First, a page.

Almost as soon as COVID-19 was identified as a unique threat caused by a particular strain of the coronavirus, researchers around the world got to work. From finding a way to test for the presence of the the virus, to finding a vaccine that will prevent the disease, there’s much researchers have already learned and still more they need to learn to solve the pandemic.
Idaho researchers are now joining the fray.
Scientists at the University of Idaho are working on a cure for coronaviruses, with a $100,000 grant from the National Science Foundation. They’re aiming to create a drug that would attach to human cell receptors and shield them from the disease.
"Our therapeutics that we hope to develop would protect against all future coronaviruses that would potentially use this same receptor," said University of Idaho virologist Paul Rowley on Idaho Matters Thursday.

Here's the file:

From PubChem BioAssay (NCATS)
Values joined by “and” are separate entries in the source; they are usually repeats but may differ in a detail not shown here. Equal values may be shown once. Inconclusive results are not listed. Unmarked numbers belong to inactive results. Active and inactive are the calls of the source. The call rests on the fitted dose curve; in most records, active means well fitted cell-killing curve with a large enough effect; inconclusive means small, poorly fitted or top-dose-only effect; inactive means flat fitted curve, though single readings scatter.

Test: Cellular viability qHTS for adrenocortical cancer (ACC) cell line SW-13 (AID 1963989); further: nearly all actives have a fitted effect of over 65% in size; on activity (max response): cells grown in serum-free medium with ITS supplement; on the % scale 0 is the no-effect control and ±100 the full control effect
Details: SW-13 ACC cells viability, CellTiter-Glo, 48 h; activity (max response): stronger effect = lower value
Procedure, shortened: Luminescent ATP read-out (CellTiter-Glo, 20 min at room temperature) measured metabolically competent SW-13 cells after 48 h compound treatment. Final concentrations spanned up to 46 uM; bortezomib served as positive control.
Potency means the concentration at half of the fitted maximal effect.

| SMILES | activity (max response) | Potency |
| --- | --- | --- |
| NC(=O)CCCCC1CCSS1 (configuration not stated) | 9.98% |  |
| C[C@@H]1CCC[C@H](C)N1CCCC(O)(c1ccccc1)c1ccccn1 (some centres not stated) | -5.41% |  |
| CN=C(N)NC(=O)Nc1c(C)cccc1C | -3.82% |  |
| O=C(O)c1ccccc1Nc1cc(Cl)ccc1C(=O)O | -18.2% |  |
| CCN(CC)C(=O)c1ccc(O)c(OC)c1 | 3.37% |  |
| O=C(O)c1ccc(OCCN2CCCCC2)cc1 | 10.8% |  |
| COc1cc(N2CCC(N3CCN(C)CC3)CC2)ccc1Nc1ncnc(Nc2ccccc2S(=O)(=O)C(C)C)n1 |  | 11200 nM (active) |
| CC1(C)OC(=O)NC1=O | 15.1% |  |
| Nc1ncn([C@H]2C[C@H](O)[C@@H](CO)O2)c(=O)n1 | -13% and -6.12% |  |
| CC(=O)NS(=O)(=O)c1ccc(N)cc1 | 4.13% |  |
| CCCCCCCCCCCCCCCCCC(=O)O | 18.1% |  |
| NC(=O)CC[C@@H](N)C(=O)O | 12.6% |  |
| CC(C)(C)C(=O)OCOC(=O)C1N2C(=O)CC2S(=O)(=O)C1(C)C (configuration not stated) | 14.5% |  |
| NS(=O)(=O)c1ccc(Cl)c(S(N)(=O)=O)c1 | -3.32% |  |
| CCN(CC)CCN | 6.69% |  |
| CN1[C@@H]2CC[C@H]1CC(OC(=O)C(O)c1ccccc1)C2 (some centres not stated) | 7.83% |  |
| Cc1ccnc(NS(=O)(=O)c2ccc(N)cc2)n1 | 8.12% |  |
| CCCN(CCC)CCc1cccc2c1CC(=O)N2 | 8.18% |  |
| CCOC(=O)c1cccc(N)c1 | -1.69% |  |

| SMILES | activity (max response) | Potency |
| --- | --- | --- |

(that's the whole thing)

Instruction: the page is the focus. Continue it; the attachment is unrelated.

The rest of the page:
He said this potential cure would protect humans from multiple viruses including COVID-19 and another SARS.
Molecular modeling specialist and professor Jagdish Patel said the U of I research will take longer than developing a vaccine, but it could be a longer-term solution.
“Our initial timeline to come up with a lead is a year, which is fairly quickly for academia."
After finding a lead, Patel says he expects another 6 to 7 years of drug development.
Rowley says although a cure may be a ways off, modern technology and increased funding to combat future pandemics means scientists are working faster than ever.
As COVID-19 cases spread through the U.S. and Idaho, we’re committed to keeping you updated and informed. You can get updated info on cases, closures and how to stay healthy at any time on our Coronavirus news blog.
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